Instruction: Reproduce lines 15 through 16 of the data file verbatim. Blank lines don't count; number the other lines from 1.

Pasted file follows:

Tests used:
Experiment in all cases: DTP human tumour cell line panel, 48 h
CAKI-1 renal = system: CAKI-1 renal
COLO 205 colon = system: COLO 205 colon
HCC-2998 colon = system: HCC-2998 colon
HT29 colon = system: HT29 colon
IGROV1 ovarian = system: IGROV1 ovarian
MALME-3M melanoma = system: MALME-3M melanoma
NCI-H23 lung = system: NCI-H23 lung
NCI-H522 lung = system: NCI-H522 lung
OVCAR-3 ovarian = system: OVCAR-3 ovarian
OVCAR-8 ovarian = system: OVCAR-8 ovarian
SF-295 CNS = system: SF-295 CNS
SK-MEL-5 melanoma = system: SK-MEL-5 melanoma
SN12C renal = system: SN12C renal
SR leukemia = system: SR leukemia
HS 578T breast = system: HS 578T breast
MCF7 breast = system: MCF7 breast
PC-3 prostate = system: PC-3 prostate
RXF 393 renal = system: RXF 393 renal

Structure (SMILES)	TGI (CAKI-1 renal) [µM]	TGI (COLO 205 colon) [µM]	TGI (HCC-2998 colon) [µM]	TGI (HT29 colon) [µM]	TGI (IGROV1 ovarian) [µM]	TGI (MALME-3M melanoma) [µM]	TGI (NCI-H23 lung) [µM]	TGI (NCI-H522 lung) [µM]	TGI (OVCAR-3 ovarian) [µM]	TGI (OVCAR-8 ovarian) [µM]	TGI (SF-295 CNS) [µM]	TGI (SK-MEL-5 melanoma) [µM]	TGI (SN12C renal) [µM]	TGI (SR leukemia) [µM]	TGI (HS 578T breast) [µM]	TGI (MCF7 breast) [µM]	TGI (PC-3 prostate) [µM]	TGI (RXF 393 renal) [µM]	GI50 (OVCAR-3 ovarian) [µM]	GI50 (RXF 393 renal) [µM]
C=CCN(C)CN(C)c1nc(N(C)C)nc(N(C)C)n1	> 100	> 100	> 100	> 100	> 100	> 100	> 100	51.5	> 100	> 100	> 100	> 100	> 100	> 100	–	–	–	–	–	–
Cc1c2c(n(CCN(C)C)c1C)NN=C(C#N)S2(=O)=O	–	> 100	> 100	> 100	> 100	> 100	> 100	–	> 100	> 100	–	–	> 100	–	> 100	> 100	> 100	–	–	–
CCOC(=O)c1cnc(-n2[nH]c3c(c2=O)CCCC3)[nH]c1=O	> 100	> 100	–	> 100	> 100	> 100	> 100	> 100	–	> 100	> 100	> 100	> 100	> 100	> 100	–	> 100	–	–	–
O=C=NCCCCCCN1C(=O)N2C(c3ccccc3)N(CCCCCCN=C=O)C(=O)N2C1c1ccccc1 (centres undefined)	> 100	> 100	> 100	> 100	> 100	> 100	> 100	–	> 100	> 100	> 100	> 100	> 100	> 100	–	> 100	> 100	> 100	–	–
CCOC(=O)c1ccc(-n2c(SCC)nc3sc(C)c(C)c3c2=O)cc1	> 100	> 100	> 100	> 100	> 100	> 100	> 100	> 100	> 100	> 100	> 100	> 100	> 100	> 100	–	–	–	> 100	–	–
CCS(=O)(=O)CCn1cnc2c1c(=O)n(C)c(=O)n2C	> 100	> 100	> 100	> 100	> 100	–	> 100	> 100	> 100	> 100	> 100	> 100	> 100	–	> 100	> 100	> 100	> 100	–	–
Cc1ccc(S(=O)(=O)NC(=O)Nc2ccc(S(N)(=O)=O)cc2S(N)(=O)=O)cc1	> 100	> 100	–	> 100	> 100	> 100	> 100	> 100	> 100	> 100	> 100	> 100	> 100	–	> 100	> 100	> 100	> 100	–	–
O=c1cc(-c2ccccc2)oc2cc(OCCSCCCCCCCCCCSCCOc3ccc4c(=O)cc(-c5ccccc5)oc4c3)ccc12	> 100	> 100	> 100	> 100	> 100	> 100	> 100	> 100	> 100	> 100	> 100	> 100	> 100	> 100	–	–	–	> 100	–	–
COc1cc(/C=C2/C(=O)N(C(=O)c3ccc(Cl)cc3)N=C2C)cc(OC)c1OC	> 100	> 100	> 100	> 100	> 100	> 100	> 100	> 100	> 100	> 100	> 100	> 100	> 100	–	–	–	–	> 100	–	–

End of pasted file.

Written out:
SN12C renal = system: SN12C renal
SR leukemia = system: SR leukemia